College is expensive. Getting your kinds into college can be even more so. Just ask David Shaw. Or, better yet, Manuel Henriquez. It allegedly cost the former hedge fund manager $425,000 to get his daughter into Georgetown, first to pay someone to feed her answers on the SAT, and then to get college admissions impresario Rick Singer to make her look like a recruitable tennis player, whether or not she ever picked up a racket. (That’s what Photoshop is for.) Anyway, Henriquez had still another daughter, and even for a Silicon Valley hedge fund manager, this was unsustainable, especially once he found out the in the intervening years, the price for an inflated standardized test score had tripled.
Now, one of the things we’ve loved most about Operation Varsity Blues, even more than seeing entitled Hollywood types going to prison, has been those parents’ idea of what constitutes an elite college worth spending tens or hundreds of thousands of dollars for the right to spend hundreds of thousands of further dollars so their kids can continue not studying or working hard. Sure, a handful sought your Harvards, Yales and Stanfords. But most of them seem to have thought that a USC degree is the sort of thing that would impress someone.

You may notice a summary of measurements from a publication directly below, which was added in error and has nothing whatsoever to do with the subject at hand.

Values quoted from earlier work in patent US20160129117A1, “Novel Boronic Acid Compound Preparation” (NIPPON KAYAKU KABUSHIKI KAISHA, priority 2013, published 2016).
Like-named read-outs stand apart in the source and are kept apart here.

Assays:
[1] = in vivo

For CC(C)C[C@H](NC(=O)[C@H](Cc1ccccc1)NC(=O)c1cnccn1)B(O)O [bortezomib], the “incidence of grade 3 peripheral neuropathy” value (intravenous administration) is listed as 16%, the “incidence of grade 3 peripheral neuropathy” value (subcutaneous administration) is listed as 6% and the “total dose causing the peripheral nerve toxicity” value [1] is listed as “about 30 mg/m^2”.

Manuel Henriquez was under no such illusions: After all, he allegedly paid through the nose to get his daughter into Georgetown. But if other parents were willing to pay top dollar for an acceptance letter from some third-rate school like the University of San Diego, as Singer knew they were, perhaps the two could cut a little deal?
In 2017, the indictment said, the couple paid Singer at least $25,000 to pad their younger daughter’s SAT and ACT scores.
The tab for that scam was initially set at $75,000, but Singer told investigators that “in lieu of paying for the cheating, MANUEL HENRIQUEZ agreed to use his influence at Northeastern University, in Boston, Massachusetts — where he is an alumnus and former member of the Northeastern University Corporation, one of the university’s governing bodies — to help [Singer] secure the admission of an applicant to that school.”
This allegedly worked out even better for Singer than for Henriquez. The latter may have saved $50K, but the former allegedly conned some suckers into paying him $250,000 to get their kid into freakin’ Northeastern.